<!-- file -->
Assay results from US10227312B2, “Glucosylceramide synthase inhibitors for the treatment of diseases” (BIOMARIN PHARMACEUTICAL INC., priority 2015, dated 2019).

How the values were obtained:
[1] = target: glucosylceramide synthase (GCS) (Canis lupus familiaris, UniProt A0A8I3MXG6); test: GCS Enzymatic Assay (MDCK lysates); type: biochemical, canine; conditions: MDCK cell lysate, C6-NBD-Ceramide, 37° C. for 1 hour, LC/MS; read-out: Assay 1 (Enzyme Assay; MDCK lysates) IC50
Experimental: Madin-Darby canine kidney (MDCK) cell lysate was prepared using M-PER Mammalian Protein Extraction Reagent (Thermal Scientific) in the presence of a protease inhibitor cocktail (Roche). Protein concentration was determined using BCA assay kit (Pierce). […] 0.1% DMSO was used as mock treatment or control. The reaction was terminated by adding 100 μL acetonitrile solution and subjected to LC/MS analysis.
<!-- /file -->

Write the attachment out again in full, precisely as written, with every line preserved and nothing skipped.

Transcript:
Assay results from US10227312B2, “Glucosylceramide synthase inhibitors for the treatment of diseases” (BIOMARIN PHARMACEUTICAL INC., priority 2015, dated 2019).

How the values were obtained:
[1] = target: glucosylceramide synthase (GCS) (Canis lupus familiaris, UniProt A0A8I3MXG6); test: GCS Enzymatic Assay (MDCK lysates); type: biochemical, canine; conditions: MDCK cell lysate, C6-NBD-Ceramide, 37° C. for 1 hour, LC/MS; read-out: Assay 1 (Enzyme Assay; MDCK lysates) IC50
Experimental: Madin-Darby canine kidney (MDCK) cell lysate was prepared using M-PER Mammalian Protein Extraction Reagent (Thermal Scientific) in the presence of a protease inhibitor cocktail (Roche). Protein concentration was determined using BCA assay kit (Pierce). […] 0.1% DMSO was used as mock treatment or control. The reaction was terminated by adding 100 μL acetonitrile solution and subjected to LC/MS analysis.